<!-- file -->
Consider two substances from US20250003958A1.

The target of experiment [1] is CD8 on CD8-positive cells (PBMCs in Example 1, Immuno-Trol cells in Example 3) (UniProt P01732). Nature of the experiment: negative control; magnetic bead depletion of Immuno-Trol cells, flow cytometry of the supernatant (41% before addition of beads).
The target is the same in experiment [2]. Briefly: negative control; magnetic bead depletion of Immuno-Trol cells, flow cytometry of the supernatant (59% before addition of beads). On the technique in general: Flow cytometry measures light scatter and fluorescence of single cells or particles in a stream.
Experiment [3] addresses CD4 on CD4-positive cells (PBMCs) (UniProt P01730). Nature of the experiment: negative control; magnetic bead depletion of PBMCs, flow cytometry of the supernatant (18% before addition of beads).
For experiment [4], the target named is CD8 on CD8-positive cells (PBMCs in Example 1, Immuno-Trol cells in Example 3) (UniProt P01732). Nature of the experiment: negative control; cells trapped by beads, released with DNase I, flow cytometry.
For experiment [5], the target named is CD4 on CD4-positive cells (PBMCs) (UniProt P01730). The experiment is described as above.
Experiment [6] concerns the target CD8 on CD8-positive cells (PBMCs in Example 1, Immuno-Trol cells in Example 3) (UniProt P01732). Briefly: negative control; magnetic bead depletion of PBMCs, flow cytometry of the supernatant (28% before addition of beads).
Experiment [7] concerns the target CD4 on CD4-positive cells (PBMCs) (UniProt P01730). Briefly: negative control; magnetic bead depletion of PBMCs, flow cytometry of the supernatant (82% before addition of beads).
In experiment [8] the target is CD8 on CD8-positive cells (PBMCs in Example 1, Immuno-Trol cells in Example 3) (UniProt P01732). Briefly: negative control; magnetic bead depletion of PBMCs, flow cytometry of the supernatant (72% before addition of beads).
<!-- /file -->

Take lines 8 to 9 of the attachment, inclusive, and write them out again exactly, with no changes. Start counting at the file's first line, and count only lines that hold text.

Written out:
Experiment [7] concerns the target CD4 on CD4-positive cells (PBMCs) (UniProt P01730). Briefly: negative control; magnetic bead depletion of PBMCs, flow cytometry of the supernatant (82% before addition of beads).
In experiment [8] the target is CD8 on CD8-positive cells (PBMCs in Example 1, Immuno-Trol cells in Example 3) (UniProt P01732). Briefly: negative control; magnetic bead depletion of PBMCs, flow cytometry of the supernatant (72% before addition of beads).